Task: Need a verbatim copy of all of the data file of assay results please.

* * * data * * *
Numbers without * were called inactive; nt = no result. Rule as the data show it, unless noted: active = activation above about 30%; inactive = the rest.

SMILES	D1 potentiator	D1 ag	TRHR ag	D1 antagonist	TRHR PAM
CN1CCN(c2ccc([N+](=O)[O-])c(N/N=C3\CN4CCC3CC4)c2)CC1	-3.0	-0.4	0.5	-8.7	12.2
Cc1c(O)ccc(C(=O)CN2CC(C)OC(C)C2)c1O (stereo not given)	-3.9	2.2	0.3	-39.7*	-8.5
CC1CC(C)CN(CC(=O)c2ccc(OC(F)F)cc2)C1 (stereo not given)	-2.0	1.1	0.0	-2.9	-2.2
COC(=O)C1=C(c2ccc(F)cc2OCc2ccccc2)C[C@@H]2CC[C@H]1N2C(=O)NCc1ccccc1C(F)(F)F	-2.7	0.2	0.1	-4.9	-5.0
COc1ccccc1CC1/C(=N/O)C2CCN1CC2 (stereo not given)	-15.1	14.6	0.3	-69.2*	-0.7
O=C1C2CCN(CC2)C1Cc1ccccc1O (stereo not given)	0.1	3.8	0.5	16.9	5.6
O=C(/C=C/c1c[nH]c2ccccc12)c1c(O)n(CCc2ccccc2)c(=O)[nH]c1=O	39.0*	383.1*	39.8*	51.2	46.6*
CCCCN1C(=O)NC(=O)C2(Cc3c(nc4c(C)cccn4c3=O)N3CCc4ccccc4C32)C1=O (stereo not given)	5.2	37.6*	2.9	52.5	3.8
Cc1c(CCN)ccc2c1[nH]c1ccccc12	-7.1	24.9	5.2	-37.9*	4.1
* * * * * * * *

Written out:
Numbers without * were called inactive; nt = no result. Rule as the data show it, unless noted: active = activation above about 30%; inactive = the rest.

SMILES	D1 potentiator	D1 ag	TRHR ag	D1 antagonist	TRHR PAM
CN1CCN(c2ccc([N+](=O)[O-])c(N/N=C3\CN4CCC3CC4)c2)CC1	-3.0	-0.4	0.5	-8.7	12.2
Cc1c(O)ccc(C(=O)CN2CC(C)OC(C)C2)c1O (stereo not given)	-3.9	2.2	0.3	-39.7*	-8.5
CC1CC(C)CN(CC(=O)c2ccc(OC(F)F)cc2)C1 (stereo not given)	-2.0	1.1	0.0	-2.9	-2.2
COC(=O)C1=C(c2ccc(F)cc2OCc2ccccc2)C[C@@H]2CC[C@H]1N2C(=O)NCc1ccccc1C(F)(F)F	-2.7	0.2	0.1	-4.9	-5.0
COc1ccccc1CC1/C(=N/O)C2CCN1CC2 (stereo not given)	-15.1	14.6	0.3	-69.2*	-0.7
O=C1C2CCN(CC2)C1Cc1ccccc1O (stereo not given)	0.1	3.8	0.5	16.9	5.6
O=C(/C=C/c1c[nH]c2ccccc12)c1c(O)n(CCc2ccccc2)c(=O)[nH]c1=O	39.0*	383.1*	39.8*	51.2	46.6*
CCCCN1C(=O)NC(=O)C2(Cc3c(nc4c(C)cccn4c3=O)N3CCc4ccccc4C32)C1=O (stereo not given)	5.2	37.6*	2.9	52.5	3.8
Cc1c(CCN)ccc2c1[nH]c1ccccc12	-7.1	24.9	5.2	-37.9*	4.1